A Preferential DL Approach to Model the Non bis in idem Principle for the Legal Domain

Tracking #: 2447-3661

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Authors: 
Cleyton Mario de Oliveira Rodrigues
Fred Freitas
Ivan Varzinczak1
Italo Oliveira

Responsible editor: 
Guilin Qi

Submission type: 
Full Paper
Abstract:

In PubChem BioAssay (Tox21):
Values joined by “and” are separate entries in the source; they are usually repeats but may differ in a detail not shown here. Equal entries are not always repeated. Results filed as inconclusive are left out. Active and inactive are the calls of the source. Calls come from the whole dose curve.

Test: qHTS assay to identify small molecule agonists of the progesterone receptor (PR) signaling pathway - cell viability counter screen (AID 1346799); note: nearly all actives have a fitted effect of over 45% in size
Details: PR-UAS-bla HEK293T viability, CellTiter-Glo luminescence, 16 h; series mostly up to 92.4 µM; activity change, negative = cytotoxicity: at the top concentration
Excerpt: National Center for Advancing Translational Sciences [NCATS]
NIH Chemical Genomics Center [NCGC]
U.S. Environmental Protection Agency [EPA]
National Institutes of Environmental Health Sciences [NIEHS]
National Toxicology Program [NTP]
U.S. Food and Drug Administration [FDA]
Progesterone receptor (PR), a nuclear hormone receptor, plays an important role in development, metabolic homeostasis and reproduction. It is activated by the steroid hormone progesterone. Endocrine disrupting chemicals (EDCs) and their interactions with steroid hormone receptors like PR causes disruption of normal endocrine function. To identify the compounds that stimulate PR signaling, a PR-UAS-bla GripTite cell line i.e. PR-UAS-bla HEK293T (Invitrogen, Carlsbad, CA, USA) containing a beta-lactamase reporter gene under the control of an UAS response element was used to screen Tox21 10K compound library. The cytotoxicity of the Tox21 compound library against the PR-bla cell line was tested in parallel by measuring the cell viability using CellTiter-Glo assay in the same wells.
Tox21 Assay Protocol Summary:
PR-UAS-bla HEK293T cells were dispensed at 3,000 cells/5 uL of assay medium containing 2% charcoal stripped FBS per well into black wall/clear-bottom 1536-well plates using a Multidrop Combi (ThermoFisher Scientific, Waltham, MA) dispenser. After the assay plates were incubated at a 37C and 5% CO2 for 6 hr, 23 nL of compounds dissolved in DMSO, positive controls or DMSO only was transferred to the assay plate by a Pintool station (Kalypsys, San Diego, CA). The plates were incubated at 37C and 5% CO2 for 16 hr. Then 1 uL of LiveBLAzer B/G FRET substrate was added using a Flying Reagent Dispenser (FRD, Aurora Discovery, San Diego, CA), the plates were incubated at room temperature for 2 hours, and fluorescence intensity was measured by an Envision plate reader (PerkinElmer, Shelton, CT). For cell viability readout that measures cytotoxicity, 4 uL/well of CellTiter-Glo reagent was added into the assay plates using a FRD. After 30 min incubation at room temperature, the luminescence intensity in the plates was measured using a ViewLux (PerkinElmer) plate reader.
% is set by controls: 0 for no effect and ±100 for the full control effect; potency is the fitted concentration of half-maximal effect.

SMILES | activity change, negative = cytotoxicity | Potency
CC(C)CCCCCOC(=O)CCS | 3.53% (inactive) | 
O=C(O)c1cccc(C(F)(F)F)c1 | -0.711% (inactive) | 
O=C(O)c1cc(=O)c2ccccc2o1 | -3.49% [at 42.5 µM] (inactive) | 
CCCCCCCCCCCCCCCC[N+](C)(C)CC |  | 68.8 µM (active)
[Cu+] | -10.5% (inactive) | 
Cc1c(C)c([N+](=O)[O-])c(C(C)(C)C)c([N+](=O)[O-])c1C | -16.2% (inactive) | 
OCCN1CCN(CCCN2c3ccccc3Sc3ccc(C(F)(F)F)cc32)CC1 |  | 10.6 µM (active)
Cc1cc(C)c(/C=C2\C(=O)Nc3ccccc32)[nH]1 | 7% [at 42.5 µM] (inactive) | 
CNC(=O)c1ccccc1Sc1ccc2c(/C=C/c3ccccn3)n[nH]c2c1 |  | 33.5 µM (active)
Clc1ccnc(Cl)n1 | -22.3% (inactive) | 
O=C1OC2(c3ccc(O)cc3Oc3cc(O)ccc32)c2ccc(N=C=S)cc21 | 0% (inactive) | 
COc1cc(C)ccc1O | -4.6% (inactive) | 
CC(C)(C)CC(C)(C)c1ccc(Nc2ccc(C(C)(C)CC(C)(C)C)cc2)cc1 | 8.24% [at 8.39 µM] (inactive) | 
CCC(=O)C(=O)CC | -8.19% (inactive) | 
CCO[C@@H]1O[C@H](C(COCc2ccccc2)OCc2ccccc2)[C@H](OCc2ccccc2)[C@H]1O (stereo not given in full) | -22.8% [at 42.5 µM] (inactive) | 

Description Logics (DLs) are a family of formalisms that emerged to balance the trade-off between expressiveness and decidability for classical monotonic logic. Often, the research developed under the umbrella of AI & Law has relied on full synergy with DL to support argumentation reasoning, decision systems, legal compliance checking, and axiomatization of rationales and assumptions in the legal domain. Nevertheless, in many legal scenarios, regulations are defeasible. Inferences within the legal field are not purely deductive in nature, but retractable and ampliative since generalizations mostly hold for normal or typical cases. This is absolutely true in the criminal domain, where general criminal types are usually described in the caput of the norms (e.g., a robbery), and other specific types unfold from these (e.g., robbery followed by death, which is known as “Latrocínio” in Brazilian Criminal law). Although the classical subsumption relation may seem a correct way to model the hierarchy of laws at first glance, if no contradiction arises between the more general and more specific, what it should be pointed out that the penalty for specific crimes cancel out the penalties foreseen by the more general laws. In other words, a hierarchy of norms must not rely on classical subsumption relation; instead, a non-monotonic approach suits better in this setting. Therefore, in this paper, we show that Preferential DL, a defeasible version of Description Logic, is better suited than classical DLs for a faithful representation of the content of legal regulatory knowledge; in particular, w.r.t. the representation of the principle of Double Jeopardy (a.k.a. Non/Ne bis in idem). In this paper, we make the case for the application of ontologies represented in defeasible, preferential DLs for modelling laws and penalties. Our solution focuses on overrule relations to organize a set of defeasible axioms in terms of specificity criteria.
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